Consider optimization methods when strategies are highly dependent on spatial context.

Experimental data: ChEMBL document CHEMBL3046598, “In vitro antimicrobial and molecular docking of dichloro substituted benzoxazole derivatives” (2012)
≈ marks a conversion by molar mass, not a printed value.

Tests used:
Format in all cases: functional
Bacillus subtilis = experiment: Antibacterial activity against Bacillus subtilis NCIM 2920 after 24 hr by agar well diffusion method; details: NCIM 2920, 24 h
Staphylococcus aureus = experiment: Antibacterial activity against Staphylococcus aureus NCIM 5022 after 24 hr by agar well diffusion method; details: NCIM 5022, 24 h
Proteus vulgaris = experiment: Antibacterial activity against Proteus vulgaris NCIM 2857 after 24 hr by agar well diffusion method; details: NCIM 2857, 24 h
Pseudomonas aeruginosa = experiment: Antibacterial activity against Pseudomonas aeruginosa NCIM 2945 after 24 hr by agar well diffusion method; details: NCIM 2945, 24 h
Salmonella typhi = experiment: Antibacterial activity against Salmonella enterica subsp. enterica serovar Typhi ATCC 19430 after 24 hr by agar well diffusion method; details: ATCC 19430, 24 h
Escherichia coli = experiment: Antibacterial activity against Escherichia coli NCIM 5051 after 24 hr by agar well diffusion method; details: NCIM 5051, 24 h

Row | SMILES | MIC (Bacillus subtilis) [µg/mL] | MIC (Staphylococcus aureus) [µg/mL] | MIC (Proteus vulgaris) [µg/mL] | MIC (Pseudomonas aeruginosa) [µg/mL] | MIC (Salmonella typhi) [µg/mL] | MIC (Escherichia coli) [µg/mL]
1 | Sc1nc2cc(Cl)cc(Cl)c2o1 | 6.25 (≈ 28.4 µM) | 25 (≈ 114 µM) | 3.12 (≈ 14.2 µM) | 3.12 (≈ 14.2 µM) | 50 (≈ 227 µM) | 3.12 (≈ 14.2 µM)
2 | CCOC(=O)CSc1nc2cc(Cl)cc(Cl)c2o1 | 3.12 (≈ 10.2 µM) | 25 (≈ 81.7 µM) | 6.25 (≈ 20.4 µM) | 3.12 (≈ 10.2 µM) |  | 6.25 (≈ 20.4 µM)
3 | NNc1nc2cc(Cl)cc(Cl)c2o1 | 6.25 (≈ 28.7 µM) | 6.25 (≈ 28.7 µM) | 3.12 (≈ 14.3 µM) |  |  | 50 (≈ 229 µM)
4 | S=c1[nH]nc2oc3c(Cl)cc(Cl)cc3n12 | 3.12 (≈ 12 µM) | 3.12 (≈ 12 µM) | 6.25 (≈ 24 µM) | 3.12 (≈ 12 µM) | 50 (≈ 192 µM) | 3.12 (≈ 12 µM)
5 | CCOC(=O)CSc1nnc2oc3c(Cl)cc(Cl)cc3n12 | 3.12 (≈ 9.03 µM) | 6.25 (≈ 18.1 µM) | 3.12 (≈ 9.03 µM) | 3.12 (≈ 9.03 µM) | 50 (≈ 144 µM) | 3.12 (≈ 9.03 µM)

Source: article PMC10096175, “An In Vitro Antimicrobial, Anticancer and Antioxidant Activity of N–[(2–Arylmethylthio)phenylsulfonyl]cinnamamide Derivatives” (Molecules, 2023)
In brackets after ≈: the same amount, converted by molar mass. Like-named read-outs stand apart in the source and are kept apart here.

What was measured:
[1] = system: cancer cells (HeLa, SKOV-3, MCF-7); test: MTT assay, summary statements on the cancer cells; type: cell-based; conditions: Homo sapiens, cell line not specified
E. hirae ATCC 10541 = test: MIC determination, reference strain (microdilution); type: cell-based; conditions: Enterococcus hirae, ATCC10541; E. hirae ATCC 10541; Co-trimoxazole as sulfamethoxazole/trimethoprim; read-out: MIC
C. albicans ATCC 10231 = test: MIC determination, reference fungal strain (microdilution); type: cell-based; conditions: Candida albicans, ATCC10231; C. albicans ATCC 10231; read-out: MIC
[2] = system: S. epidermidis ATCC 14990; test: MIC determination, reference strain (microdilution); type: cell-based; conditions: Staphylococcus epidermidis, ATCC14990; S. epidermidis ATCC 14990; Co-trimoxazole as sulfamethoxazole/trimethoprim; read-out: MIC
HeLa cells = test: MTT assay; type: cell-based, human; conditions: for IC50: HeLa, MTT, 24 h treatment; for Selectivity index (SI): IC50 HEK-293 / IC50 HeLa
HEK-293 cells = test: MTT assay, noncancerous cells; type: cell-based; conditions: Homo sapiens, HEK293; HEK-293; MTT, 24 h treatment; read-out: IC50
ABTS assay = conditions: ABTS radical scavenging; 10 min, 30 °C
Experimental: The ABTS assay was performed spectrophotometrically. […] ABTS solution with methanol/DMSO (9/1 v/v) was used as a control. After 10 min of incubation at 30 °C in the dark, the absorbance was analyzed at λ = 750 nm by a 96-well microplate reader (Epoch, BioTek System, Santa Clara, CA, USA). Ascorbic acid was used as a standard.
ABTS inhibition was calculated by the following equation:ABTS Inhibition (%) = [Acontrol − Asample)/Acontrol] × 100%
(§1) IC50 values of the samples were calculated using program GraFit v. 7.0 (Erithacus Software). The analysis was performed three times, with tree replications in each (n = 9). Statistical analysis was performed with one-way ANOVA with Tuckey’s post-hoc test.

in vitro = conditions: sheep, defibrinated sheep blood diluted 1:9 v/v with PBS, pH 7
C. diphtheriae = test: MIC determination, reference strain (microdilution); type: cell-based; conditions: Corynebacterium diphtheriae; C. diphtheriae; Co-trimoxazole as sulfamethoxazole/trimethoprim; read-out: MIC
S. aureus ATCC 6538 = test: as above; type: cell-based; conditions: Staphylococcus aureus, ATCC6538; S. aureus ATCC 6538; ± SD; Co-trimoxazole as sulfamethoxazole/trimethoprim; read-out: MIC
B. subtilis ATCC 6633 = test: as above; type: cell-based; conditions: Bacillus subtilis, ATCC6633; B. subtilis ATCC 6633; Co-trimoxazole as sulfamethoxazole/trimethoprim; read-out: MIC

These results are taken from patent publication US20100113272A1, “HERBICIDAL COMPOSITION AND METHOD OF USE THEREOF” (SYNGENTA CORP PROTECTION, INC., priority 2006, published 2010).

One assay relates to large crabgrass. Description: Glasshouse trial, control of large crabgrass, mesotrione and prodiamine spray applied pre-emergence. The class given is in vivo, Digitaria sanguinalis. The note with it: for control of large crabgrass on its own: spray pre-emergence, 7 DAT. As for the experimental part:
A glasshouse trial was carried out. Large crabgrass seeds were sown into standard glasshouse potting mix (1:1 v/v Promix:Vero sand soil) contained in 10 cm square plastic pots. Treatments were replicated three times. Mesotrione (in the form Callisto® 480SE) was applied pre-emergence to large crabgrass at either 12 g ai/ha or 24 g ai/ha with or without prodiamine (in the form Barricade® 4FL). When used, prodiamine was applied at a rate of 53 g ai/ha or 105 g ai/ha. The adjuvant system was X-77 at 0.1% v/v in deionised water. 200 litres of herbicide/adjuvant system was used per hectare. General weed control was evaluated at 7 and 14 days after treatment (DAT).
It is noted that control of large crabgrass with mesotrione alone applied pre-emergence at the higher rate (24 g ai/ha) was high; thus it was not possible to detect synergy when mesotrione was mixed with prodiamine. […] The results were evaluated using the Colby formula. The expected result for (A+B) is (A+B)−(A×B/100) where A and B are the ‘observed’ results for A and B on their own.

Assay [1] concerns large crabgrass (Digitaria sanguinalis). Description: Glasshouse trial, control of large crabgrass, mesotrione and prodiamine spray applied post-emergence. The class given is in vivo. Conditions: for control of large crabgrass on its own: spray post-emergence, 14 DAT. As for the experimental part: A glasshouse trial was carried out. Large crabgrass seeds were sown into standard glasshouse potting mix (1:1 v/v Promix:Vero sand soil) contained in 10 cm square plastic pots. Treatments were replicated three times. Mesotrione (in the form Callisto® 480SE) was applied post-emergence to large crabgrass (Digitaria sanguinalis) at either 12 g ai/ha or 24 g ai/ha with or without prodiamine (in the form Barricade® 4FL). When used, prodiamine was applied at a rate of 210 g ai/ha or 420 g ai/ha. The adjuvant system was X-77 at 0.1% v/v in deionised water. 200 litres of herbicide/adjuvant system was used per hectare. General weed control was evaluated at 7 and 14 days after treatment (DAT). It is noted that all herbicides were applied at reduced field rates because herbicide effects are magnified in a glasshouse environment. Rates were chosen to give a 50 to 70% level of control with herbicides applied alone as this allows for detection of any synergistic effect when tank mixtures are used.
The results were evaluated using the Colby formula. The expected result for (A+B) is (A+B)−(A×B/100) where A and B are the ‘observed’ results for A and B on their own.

Opti­miza­tion meth­ods can be ben­e­fi­cial when there are spa­tial depen­den­cies, such that the selec­tion of one place influ­ences the val­ue of includ­ing oth­er areas. Opti­miza­tion may also be use­ful when a con­ser­va­tion project has mul­ti­ple goals and there are trade­offs among the goals. Mul­ti­ple-objec­tive spa­tial plan­ning is a rapid­ly evolv­ing field, with approach­es that vary wide­ly in their com­plex­i­ty. Marx­an, Con­snet, and Zona­tion have been used suc­cess­ful­ly in con­ser­va­tion con­texts. If a strat­e­gy is like­ly to have costs that also vary spa­tial­ly, you may want to include this cost infor­ma­tion (see step 6 below) before run­ning an optimization.